People - June 2007

Chef relishes fame from his TV dinner
By Chris Roush

For more than two decades, Walter Royal has cooked in some of the Triangle’s best restaurants, but he sweated taping his appearance on television’s Iron Chef America last year. “First of all, we’re in New York City and in a kitchen with equipment that I had never used before in my life. And then it’s in a chef stadium with all of these famous people looking at me.”

But butterflies in his stomach didn’t stop him from defeating series regular Cat Cora in an episode that aired in December on the Food Network. The featured ingredient, which must be used in each recipe, was ostrich. “I said to myself, ‘Treat it like you would beef. It’s a lean, red meat.’” He prepared ostrich burgers, ostrich pot pie and a chocolate soufflé using ostrich eggs. It won him only a taste of glory and bragging rights.

Some of those went to his employer. Angus Barn was still exercising them in March, when the 47-year-old Raleigh steakhouse hosted Iron Chef America dinners featuring his ostrich recipes. Often lauded as one of the Triangle’s top restaurants, it grossed $12.2 million last year, up 3% from 2005. Royal, 50, claims his victory will help forge a future as bright as its past. “Angus Barn is an institution. But the younger generation watches Food Network, so that helps us attract a different audience.”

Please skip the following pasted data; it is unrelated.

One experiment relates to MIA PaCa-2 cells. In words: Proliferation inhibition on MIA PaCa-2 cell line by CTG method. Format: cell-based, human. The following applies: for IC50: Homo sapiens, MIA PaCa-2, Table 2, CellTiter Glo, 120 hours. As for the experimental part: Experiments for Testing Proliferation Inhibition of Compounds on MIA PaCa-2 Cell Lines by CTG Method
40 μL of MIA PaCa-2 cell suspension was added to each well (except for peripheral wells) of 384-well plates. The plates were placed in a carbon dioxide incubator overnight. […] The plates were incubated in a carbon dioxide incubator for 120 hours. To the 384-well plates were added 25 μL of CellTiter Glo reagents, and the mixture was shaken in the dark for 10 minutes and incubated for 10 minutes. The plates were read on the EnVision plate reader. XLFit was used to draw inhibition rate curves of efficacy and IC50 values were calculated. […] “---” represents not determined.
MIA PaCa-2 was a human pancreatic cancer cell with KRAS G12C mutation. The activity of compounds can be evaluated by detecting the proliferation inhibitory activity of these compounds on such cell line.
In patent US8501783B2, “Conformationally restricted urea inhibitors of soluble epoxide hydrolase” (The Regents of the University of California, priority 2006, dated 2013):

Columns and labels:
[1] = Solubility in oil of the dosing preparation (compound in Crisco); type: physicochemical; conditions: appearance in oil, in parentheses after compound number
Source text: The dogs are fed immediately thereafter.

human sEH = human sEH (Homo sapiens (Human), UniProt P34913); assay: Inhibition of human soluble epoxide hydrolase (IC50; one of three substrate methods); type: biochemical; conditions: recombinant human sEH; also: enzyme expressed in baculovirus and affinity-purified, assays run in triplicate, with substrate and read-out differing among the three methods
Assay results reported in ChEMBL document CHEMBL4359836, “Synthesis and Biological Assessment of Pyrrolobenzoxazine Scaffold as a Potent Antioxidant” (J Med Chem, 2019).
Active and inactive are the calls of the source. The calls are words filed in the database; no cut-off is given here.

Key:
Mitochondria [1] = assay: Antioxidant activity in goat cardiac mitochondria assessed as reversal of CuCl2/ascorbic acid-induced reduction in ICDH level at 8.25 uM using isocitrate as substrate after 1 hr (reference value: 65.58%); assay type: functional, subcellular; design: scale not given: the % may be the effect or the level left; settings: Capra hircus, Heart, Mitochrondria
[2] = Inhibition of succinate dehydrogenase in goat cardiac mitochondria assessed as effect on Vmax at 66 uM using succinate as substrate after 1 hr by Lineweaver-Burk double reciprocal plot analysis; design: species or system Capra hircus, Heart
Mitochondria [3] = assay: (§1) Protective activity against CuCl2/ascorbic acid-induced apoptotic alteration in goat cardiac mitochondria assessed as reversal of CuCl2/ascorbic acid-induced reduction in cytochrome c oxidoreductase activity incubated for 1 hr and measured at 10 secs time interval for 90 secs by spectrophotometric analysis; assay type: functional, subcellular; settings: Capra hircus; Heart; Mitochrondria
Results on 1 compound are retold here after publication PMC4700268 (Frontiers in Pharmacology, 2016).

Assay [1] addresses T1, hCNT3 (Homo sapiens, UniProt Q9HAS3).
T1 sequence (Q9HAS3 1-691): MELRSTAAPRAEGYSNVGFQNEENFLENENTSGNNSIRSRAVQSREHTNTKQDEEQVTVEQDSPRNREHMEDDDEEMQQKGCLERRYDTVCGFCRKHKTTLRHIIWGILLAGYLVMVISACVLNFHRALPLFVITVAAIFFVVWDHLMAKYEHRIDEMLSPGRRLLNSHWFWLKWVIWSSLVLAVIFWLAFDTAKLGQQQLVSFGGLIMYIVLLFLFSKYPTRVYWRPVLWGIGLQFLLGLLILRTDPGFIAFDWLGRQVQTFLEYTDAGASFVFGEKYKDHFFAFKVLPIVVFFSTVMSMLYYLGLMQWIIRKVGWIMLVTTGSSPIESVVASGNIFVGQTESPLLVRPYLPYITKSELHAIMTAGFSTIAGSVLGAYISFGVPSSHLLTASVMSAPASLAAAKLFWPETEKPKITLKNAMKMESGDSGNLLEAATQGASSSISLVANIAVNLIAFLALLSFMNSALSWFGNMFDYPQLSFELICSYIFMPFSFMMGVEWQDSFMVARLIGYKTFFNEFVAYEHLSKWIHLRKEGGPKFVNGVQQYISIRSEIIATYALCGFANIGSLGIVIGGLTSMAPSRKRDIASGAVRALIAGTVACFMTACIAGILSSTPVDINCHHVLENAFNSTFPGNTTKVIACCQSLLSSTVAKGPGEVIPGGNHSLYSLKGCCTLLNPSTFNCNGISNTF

He developed his passion for food growing up in Lake Martin, Ala., but didn’t make it his life’s work until after getting a bachelor’s in psychology in 1978 from LaGrange College in Georgia and starting on a master’s in sociology and psychology at Auburn University. He left for Atlanta for a year’s study at TV chef Nathalie Dupree’s cooking school. In 1985, he got a job as sous-chef at Fearrington House, outside Chapel Hill. Four years later, he left for a similar gig with Magnolia Grill in Durham, then worked at two other restaurants before becoming Angus Barn’s executive chef in 1996.

The job is less about cooking than management — menu development, tamping down costs, scheduling employees, buying food — and his success at com-petitive cooking hasn’t cowed all contenders. His son and namesake, a police officer in Wetumpka, Ala., wants to face him in a culinary contest. “He’s a pretty good cook,” Royal says. But this time, he’s not sweating it.